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100th anniversary for landmark Inverness film


WORDS I ADRIAN HARVEY IMAGES I ALISTER MACBAIN


Believed to be one of the earliest narrative films made in Scotland, and almost certainly the first to be made in the Highlands, local photographer Andrew Paterson used the natural setting of the coast at North Kessock to make a silent movie involving smugglers, which premiered in May 1912.


ANDREWPATERSON opened his first photographic studio in Church Street in 1895, moving 8 years later to Academy Street in 1903. He became a frequent exhibitor at the Royal Photographic Society in London and won numerous awards both nationally and internationally for his work as a portrait photographer. In 1912, Paterson began experimenting


with moving film, producing one of the earliest cinematic films in Scotland. The French producer Leon Gaumont had made a series of short films in the 1890s and for many years his name was known throughout Europe in the cinemas which carried his products. These products were not just the films but the means for


making them. In 1912 one of his area salesmen selling photographic equipment persuaded Paterson to buy a cine camera. Paterson was much involved with amateur theatricals in Inverness at the time and decided to experiment with the new medium. Called ‘Mairi: The Romance of a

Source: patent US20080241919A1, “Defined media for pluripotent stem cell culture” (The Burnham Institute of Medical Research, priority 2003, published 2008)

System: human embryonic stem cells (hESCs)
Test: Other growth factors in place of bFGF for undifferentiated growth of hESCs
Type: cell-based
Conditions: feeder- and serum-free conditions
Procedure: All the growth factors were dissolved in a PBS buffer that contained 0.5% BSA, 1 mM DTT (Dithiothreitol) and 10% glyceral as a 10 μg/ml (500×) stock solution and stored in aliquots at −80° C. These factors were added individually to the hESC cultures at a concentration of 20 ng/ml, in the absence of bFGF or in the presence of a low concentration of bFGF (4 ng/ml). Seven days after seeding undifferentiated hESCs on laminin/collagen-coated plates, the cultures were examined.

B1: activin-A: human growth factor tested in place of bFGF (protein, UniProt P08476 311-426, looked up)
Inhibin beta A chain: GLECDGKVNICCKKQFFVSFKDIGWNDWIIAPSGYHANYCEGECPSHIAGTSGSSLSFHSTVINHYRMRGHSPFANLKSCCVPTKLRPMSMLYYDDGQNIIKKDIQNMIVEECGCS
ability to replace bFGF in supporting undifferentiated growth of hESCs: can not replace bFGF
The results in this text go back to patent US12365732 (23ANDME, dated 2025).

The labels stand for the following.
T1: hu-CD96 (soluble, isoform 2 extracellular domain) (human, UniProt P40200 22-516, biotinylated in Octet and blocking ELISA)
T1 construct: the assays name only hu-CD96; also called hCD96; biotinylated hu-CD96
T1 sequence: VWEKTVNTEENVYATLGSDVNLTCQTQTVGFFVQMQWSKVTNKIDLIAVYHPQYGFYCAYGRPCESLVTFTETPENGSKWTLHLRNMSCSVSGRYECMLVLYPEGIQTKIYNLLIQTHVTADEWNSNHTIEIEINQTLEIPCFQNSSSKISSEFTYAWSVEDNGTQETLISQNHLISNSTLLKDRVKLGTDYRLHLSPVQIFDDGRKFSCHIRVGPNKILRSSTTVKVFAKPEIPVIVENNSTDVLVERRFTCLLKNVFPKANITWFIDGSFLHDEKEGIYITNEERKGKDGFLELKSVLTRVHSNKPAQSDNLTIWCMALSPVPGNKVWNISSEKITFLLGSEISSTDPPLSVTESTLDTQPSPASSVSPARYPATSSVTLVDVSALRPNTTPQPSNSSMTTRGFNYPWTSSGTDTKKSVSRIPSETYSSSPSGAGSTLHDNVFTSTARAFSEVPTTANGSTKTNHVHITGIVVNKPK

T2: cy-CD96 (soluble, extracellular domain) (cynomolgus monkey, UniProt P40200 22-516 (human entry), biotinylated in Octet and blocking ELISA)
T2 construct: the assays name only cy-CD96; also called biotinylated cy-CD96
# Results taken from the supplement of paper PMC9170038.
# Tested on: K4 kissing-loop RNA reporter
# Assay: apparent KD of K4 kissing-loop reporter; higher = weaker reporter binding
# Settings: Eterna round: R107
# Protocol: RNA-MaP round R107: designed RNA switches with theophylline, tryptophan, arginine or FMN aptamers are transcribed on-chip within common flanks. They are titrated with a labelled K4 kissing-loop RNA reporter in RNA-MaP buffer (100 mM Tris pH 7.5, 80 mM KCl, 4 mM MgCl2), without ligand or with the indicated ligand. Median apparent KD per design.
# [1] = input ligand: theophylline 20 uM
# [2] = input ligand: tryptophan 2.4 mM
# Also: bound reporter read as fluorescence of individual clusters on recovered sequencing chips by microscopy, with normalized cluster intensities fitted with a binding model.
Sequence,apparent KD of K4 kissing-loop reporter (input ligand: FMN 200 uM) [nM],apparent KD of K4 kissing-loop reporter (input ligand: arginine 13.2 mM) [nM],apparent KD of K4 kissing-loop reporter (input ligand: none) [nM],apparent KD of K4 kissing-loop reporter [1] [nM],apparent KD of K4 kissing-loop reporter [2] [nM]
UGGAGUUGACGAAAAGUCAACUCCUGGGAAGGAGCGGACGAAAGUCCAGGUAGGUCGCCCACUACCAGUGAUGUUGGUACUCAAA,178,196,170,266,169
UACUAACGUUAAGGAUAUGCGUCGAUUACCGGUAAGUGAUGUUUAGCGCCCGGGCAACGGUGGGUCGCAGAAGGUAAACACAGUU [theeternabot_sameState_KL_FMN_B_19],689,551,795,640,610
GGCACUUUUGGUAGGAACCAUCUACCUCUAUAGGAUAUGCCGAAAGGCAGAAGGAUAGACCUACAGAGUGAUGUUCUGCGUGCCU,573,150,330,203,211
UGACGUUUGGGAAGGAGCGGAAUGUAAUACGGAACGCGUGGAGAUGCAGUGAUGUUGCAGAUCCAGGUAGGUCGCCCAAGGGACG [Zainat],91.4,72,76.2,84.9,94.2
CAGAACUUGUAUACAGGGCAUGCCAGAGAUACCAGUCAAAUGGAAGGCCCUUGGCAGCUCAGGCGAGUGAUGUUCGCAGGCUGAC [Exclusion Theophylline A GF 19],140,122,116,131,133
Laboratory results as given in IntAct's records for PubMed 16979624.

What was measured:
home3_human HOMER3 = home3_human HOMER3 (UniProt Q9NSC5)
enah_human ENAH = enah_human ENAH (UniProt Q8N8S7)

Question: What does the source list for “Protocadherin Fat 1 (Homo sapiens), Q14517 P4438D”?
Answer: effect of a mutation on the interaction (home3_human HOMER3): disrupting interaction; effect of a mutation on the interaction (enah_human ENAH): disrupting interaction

Highland Maiden,’ this silent, black and white film runs just over 17 minutes, and is the dramatised account of Mairi, a young girl in love with a Revenue Officer who is caught up in a fight to catch smugglers. The film was first shown to the public in the Central Hall Picture House, Academy Street, Inverness on 20th May 1912.


In 1953 it was re-edited by James Nairn,


who added a written introduction, intertitles and credits. This is the version that has since been preserved and it was shown again in June 1983 at the Eden Court Theatre. Written, produced, directed and filmed


by Andrew Paterson, the cast included local amateur thespians Evelyn Duguid as Mairi, Dan Munro, Jack Maguire, Dan Dallas, Alex Paterson, Tom Snowie, Hector McIver and Luis Lyon. The story involves Highland whisky smuggler Lovat MacDonald, whose daughter Mairi is in love with Revenue Officer Bates. Alpine, one of the smugglers, is also in love with Mairi and


34 www.north-magazine.com


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